Banishers: Ghosts of New Eden is Don’t Nod Entertainment’s latest departure from the decision-based narrative games that it’s best known for. Set in the mid-17th century, the world of New Eden is teeming with paranormal mysteries to investigate. While the game features some excellent stories, the combat and overarching narrative failed to leave a lasting impression on me.
Life after death
Banishers: Ghosts of New Eden follows a pair of lovers named Antea and Red mac Raith. They’re Banishers, a line of work that tasks them with investigating the ghostly mysteries of the land of New Eden, which there are no shortage of. After one of the lovers becomes a ghost themself, the couple embarks on a journey to return them to their mortal form.
While exploring fictional 17th-century North America, there are countless characters you’ll come across, each with distinct struggles and motivations. Meeting the various people of New Eden and learning about their backstories was some of the most fun I had playing through the story. There’s a rich amount of lore to parse through, and I felt motivated to seek out every piece of ancillary information I could find.
As a fan of Don't Nod's branching narratives, I was glad to see that it's still a core tenet in Banishers. The studio flexes its narrative design skills through the game’s many paranormal investigations and side quests as there are multiple ways to handle investigations, and the game allows you to work your way through a mystery without too much hand-holding. I love that the game lets you decide whether or not to banish, sacrifice, or ascend the souls you're engaging with, and I felt rewarded for taking proper investigative measures and going off the beaten path.
While several of the smaller stories in Banishers: Ghosts of New Eden were able to pack an emotional punch, the overarching narrative didn’t do much for me. While I empathized with their tragic situation, I never truly fell in love with Antea or Red. Don’t Nod has delivered multiple games starring unforgettable protagonists that I emotionally invested in. Unfortunately, the main characters in Banishers and the world around them never fully grabbed me.
In addition to your investigation skills and the power of deduction, the Banishers also handle ghostly disturbances through good old-fashioned combat. Most combat encounters boiled down to hacking and shooting away at enemies while dodging out of the way of incoming attacks. Despite some interesting spectral powers, there isn’t much that sets it apart from most action games. It’s perfectly competent, but it’s also monotonous and sometimes boring.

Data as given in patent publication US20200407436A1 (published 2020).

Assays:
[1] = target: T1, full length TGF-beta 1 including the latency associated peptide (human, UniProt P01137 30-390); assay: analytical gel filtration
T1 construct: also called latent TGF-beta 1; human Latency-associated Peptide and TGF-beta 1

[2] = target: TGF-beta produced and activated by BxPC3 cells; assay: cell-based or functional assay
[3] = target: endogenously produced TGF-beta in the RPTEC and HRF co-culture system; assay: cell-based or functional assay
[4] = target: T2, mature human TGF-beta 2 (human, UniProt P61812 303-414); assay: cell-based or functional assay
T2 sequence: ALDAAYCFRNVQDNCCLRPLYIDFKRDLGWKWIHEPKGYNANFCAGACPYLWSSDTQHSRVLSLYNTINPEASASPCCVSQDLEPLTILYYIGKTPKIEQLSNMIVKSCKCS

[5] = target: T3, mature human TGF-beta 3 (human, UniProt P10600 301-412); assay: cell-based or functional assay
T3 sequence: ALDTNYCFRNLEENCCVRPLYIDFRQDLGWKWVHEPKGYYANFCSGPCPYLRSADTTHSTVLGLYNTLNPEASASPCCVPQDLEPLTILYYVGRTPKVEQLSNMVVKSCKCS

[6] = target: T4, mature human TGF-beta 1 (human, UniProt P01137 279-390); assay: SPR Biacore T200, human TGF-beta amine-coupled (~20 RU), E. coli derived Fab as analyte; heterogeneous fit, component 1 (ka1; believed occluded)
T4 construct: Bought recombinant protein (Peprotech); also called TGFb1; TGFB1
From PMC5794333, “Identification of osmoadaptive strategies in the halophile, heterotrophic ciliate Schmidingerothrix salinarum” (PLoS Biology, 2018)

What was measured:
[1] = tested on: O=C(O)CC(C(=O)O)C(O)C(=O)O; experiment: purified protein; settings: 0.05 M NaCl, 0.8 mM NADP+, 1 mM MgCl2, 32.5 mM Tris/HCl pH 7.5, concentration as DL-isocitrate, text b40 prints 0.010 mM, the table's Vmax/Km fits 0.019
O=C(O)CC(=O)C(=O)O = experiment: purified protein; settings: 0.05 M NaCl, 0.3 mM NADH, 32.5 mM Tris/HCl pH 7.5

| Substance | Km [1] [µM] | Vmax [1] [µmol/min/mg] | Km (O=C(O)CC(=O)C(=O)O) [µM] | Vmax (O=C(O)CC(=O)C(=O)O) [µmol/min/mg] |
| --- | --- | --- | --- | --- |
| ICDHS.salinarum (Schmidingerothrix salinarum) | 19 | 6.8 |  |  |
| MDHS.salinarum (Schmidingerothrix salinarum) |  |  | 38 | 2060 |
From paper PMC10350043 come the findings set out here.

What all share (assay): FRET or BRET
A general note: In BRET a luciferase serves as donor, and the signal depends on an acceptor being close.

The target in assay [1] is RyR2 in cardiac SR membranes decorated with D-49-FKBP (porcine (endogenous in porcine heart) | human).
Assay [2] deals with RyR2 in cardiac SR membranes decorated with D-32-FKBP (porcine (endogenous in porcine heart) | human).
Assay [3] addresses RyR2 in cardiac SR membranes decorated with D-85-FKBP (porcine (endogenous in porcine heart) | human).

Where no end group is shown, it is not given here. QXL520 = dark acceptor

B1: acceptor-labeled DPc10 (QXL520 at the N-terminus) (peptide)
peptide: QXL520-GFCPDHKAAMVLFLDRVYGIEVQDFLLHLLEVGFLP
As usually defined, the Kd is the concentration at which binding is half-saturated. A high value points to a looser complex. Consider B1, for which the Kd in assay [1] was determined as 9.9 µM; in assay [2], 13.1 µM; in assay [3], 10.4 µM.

I also felt that the camera was a tad bit too zoomed in during combat, making it easy to disorient myself for a second or two. This issue worsened when managing a crowd of enemies, as I frantically whipped the camera around while locking onto various enemies.
As you continue your adventure, you’ll collect various gear and weapons that can be equipped to improve your defenses and combat prowess. While I’m not someone who likes to pay much attention to gear in a game, I thought it was cool that Banishers has separate attributes for defense against physical and spectral attacks, allowing me to build my characters to take on different enemy types.
Look good, feel good
It only took me a few hours to be deeply impressed by the facial technology in Banishers: Ghosts of New Eden. The characters look stunning, and the quality of their animations further immersed me in the game’s cinematic moments. This is even more impressive considering that it’s a narrative-heavy story, with plenty of shots of characters speaking at a table or standing around and conversing. It’s something Don’t Nod has continuously improved on in each of its games.
This extends to the game’s overall visual quality and art style. The world of New Eden is so distinct from any world the studio has created, and you can tell a lot of work went into giving it a unique identity. The North American wilds are bleak, packed with dying trees, obscuring fog, and architecture from a bygone era. Even when nothing was happening, I found the time to just stop, spin my camera around a couple of times, and take in the environment.
Who you gonna call?
Banishers: Ghosts of New Eden is another fascinating new universe from Don’t Nod Entertainment. The studio’s narrative and character design shine through several times throughout the story, but it wasn’t as consistent or compelling as I hoped. The combat was generic and harmless but eventually grew tiresome as it felt like a means to reach the next story beat. Still, Banishers: Ghosts of New Eden is a gorgeous game with plenty of meat on its bones, and I hope it’s not the last we see of this world.
This review is based on a Steam code provided by the publisher. Banishers: Ghosts of New Eden launches on February 13, 2024, for PS5, Xbox Series X/S, and PC.
Banishers: Ghosts of New Eden
- Engaging investigation mechanics
- Each NPC feels distinct
- Stunning visuals
- Impressive animations and art style
- Overall narrative doesn't hit Don't Nod's high bar
- Combat is monotonous
- Camera can be clunky at times
Donovan Erskine posted a new article, Banishers: Ghosts of New Eden review: 17th-century ghostbusting
I was looking forward to this, but it's like another Vampyre game? Meh..